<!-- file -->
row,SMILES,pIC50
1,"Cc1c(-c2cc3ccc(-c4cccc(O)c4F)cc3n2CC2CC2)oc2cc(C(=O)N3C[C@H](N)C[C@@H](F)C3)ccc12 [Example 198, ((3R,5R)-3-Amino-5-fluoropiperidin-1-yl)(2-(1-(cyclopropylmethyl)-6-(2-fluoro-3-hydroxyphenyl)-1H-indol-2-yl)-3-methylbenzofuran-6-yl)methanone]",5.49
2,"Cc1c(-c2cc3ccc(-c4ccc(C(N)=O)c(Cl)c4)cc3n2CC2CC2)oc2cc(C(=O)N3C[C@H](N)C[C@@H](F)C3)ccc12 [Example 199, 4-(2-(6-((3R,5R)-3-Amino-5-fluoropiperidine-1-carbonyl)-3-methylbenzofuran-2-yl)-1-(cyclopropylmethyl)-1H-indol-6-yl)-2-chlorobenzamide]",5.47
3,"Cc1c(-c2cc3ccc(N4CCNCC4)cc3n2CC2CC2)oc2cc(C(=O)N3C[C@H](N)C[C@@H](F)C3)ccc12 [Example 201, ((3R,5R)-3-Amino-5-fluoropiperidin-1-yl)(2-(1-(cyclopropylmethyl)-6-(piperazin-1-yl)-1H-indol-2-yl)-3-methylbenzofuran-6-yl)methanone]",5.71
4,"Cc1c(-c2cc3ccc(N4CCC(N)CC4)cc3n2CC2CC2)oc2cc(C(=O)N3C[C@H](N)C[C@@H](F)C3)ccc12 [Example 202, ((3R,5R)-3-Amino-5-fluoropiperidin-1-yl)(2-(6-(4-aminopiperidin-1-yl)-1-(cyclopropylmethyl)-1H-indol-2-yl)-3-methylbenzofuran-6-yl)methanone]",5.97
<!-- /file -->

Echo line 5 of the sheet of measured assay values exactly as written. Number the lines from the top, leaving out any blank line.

4,"Cc1c(-c2cc3ccc(N4CCC(N)CC4)cc3n2CC2CC2)oc2cc(C(=O)N3C[C@H](N)C[C@@H](F)C3)ccc12 [Example 202, ((3R,5R)-3-Amino-5-fluoropiperidin-1-yl)(2-(6-(4-aminopiperidin-1-yl)-1-(cyclopropylmethyl)-1H-indol-2-yl)-3-methylbenzofuran-6-yl)methanone]",5.97